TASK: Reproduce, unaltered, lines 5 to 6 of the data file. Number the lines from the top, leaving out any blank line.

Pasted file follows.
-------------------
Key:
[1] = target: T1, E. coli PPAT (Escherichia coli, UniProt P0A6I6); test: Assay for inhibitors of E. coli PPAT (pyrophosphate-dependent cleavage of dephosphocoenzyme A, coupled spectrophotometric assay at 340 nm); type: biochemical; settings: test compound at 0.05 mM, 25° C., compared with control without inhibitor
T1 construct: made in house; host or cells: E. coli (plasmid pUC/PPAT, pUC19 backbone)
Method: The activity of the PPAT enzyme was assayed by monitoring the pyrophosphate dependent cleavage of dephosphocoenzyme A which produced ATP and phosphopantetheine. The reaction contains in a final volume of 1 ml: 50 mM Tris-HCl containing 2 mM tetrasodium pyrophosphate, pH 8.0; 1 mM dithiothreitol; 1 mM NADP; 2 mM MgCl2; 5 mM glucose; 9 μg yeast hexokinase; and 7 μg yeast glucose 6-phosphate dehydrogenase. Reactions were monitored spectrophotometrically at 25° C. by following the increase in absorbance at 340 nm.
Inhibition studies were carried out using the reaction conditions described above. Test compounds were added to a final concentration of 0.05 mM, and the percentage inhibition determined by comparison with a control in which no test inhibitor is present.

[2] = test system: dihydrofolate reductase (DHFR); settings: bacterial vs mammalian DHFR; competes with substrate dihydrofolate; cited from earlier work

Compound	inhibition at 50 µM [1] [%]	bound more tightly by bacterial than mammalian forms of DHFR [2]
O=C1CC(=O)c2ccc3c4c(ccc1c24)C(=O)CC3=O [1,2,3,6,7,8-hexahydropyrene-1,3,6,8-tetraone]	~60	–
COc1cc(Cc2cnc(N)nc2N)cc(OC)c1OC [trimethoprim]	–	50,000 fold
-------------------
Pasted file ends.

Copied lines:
Inhibition studies were carried out using the reaction conditions described above. Test compounds were added to a final concentration of 0.05 mM, and the percentage inhibition determined by comparison with a control in which no test inhibitor is present.

[2] = test system: dihydrofolate reductase (DHFR); settings: bacterial vs mammalian DHFR; competes with substrate dihydrofolate; cited from earlier work